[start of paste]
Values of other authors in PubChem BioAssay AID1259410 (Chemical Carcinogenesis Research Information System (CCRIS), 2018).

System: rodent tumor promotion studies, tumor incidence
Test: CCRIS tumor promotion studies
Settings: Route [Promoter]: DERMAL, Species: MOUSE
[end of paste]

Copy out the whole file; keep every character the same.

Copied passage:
Values of other authors in PubChem BioAssay AID1259410 (Chemical Carcinogenesis Research Information System (CCRIS), 2018).

System: rodent tumor promotion studies, tumor incidence
Test: CCRIS tumor promotion studies
Settings: Route [Promoter]: DERMAL, Species: MOUSE